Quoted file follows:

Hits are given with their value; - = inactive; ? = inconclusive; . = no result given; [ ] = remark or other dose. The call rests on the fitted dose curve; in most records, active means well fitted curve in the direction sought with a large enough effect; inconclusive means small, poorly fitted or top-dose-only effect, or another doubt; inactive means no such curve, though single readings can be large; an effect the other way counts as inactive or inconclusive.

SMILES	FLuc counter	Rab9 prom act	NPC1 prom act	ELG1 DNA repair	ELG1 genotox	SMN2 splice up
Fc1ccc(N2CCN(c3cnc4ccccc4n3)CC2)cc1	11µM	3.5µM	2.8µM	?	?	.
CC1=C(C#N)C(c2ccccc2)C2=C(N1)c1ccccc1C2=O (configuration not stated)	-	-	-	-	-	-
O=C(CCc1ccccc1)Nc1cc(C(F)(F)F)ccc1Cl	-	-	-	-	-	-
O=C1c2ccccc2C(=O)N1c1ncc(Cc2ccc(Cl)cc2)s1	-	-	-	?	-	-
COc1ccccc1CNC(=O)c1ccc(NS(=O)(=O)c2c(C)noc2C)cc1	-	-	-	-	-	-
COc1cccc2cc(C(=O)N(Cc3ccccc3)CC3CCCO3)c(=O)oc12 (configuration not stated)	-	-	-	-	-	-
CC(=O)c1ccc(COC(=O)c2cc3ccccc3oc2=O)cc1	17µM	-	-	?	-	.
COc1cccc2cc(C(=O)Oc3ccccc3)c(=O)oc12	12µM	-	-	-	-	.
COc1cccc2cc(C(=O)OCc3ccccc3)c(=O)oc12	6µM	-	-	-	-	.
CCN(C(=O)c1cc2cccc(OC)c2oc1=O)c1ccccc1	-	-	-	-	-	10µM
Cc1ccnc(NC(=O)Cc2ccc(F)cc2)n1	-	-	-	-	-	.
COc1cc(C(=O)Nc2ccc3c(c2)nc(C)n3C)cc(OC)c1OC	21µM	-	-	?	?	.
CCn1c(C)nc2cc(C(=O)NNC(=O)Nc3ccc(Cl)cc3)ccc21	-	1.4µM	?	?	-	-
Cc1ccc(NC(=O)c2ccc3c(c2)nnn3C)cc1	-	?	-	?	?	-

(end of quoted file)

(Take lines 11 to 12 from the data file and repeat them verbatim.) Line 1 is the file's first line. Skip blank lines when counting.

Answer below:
COc1cccc2cc(C(=O)OCc3ccccc3)c(=O)oc12	6µM	-	-	-	-	.
CCN(C(=O)c1cc2cccc(OC)c2oc1=O)c1ccccc1	-	-	-	-	-	10µM